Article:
Former Lehman Brothers Chief Executive Dick Fuld has no problem discussing his long career on Wall Street, as long as he can side step what most people view as the defining moment of his career: Fuld’s role in the firm’s 2008 bankruptcy.
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At least that’s the word from several people who attended a private dinner Fuld sponsored on Sunday October 4 at Angus Prime, an upscale steakhouse in New York City. Fuld was speaking to about 50 people, the vast majority of them business school students enrolled at the University of Colorado-Boulder, where he graduated some 46 years earlier.
The students, according to several who spoke to FOX Business, said they thought they were going to hear insights into how Fuld handled the events that led to Lehman’s 2008 bankruptcy, which sparked the broader collapse on the nation’s banking system that year.
Instead, attendees told FOX Business they received a somewhat dull and discursive overview of his more than four decades in the financial business, including his current role as head of a small investment-banking firm Matrix Advisors, while eliding his role at Lehman during those tumultuous times.
“It was clear he didn’t want to go anywhere near Lehman’s bankruptcy, which is what most people came to hear,” said one of those students who attended.
The dinner marks the second major appearance by Fuld since Lehman’s 2008 collapse as he attempts to rebuild his Wall Street career and post-Lehman reputation. Earlier this year, he spoke at a conference for micro-cap stocks, where he also largely glossed over many of the details of his role at Lehman Brothers during its final days.
Fuld didn’t return a telephone call for comment.
In a statement, David Ikenberry, the Dean of University of Colorado-Boulder’s business school, told FOX Business: “The event hosted by Dick Fuld for CU-Boulder Leeds School of Business students in Manhattan this week was part of our Career Treks program, which facilitates career-centered interactions between business leaders, experts and Leeds students. Mr. Fuld has hosted Career Trek events before, including last year. Both last and this year, he placed no restrictions on the questions students could ask him and had a lively exchange with our students on a variety of issues. As Dean at Leeds, I trust our students to draw their own conclusions and make their own judgments about these interactions.”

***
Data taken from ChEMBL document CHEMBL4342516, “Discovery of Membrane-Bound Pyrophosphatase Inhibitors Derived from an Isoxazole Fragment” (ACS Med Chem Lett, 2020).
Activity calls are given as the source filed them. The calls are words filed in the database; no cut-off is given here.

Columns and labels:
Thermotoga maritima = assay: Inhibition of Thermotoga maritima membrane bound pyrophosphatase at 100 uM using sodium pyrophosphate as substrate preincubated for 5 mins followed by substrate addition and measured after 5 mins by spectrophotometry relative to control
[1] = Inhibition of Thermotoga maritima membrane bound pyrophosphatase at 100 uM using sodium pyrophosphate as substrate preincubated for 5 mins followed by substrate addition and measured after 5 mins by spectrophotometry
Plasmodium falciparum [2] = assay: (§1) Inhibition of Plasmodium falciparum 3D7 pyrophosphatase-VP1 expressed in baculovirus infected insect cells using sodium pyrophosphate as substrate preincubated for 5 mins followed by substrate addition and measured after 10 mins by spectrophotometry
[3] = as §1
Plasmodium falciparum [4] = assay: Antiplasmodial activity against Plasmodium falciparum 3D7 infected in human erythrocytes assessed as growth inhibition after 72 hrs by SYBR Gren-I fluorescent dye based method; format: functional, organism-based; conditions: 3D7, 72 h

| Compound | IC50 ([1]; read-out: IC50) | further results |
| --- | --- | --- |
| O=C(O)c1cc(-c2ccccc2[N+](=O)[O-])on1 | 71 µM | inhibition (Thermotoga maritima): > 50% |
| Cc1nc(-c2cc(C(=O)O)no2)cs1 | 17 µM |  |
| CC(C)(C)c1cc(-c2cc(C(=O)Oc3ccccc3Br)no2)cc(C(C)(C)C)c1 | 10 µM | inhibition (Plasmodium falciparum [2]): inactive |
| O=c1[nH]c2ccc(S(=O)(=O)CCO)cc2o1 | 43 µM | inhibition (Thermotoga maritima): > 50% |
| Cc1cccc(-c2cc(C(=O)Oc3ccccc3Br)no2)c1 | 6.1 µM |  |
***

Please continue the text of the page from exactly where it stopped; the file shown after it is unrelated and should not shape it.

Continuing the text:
After Lehman’s 2008 bankruptcy, Fuld was regarded as a Wall Street pariah. For a time, he was affiliated with a company called Legend Securities, which focuses on lightly regulated micro-cap companies also known as “penny stocks.” Brokerage records show that he left Legend at the end of 2011, and now lists Matrix, a boutique investment-banking outfit located in New York City, as his principal place of employment.
Of the deals he has done at Matrix, the vast majority appear to consist of tiny financings, such as the sale of the National Stock Exchange, and more speculative ventures like his involvement in a controversial company called In The Car, which was the focus of a FOX Business investigation earlier this year.
Meanwhile, friends say Fuld still privately bristles at the popular post-financial crisis narrative that the decision to invest in risky real estate deals while he was CEO was the sole cause of Lehman's collapse. Instead, Fuld takes pride in the fact that he built the firm into a Wall Street powerhouse before its collapse, which he largely blames on government officials who didn’t extend bailout money to Lehman as they did to other banks.
Still none of this was something Fuld appeared willing to dwell on at the University of Colorado event, according to people who were there. “He seemed really uncomfortable,” said one student who heard his speech. “He rambled for about 40 minutes it seemed about everything but Lehman.”
The student also said that Fuld told them he would be willing to recruit people to work at Matrix when they graduated. It’s unclear if anyone took him up on the offer.
After Fuld and some of the Matrix executives mingled with students, dinner was served. This student said at one point Fuld was prodded by one of his assistants to sit at a table with students. “When people started to ask him questions, he seemed anxious and then left the table and sat with a couple of his employees,” the student said. “It was odd.”